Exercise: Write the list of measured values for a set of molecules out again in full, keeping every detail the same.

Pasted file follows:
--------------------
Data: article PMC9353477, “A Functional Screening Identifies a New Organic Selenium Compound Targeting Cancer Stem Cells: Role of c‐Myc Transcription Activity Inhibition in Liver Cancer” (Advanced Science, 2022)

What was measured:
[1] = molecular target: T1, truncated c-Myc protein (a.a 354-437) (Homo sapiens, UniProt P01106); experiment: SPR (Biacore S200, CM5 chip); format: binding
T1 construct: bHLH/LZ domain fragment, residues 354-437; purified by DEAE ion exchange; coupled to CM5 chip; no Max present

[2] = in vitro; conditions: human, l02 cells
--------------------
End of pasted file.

Data: article PMC9353477, “A Functional Screening Identifies a New Organic Selenium Compound Targeting Cancer Stem Cells: Role of c‐Myc Transcription Activity Inhibition in Liver Cancer” (Advanced Science, 2022)

What was measured:
[1] = molecular target: T1, truncated c-Myc protein (a.a 354-437) (Homo sapiens, UniProt P01106); experiment: SPR (Biacore S200, CM5 chip); format: binding
T1 construct: bHLH/LZ domain fragment, residues 354-437; purified by DEAE ion exchange; coupled to CM5 chip; no Max present

[2] = in vitro; conditions: human, l02 cells